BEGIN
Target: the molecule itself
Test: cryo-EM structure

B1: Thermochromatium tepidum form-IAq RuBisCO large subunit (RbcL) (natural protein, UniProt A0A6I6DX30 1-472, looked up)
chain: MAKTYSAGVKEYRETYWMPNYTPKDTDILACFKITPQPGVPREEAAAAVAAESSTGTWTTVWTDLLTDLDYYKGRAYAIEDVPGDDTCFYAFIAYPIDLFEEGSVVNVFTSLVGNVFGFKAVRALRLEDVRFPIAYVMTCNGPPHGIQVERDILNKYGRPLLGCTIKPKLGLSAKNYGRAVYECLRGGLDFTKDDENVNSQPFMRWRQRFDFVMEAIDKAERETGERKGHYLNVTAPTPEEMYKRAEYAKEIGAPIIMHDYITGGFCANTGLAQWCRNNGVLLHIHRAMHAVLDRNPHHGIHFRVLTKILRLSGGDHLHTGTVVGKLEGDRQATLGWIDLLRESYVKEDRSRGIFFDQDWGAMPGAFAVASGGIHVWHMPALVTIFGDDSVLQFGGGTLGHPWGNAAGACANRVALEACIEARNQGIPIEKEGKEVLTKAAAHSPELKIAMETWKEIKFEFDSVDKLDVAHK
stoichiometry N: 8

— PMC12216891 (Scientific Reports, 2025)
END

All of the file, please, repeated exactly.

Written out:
Target: the molecule itself
Test: cryo-EM structure

B1: Thermochromatium tepidum form-IAq RuBisCO large subunit (RbcL) (natural protein, UniProt A0A6I6DX30 1-472, looked up)
chain: MAKTYSAGVKEYRETYWMPNYTPKDTDILACFKITPQPGVPREEAAAAVAAESSTGTWTTVWTDLLTDLDYYKGRAYAIEDVPGDDTCFYAFIAYPIDLFEEGSVVNVFTSLVGNVFGFKAVRALRLEDVRFPIAYVMTCNGPPHGIQVERDILNKYGRPLLGCTIKPKLGLSAKNYGRAVYECLRGGLDFTKDDENVNSQPFMRWRQRFDFVMEAIDKAERETGERKGHYLNVTAPTPEEMYKRAEYAKEIGAPIIMHDYITGGFCANTGLAQWCRNNGVLLHIHRAMHAVLDRNPHHGIHFRVLTKILRLSGGDHLHTGTVVGKLEGDRQATLGWIDLLRESYVKEDRSRGIFFDQDWGAMPGAFAVASGGIHVWHMPALVTIFGDDSVLQFGGGTLGHPWGNAAGACANRVALEACIEARNQGIPIEKEGKEVLTKAAAHSPELKIAMETWKEIKFEFDSVDKLDVAHK
stoichiometry N: 8

— PMC12216891 (Scientific Reports, 2025)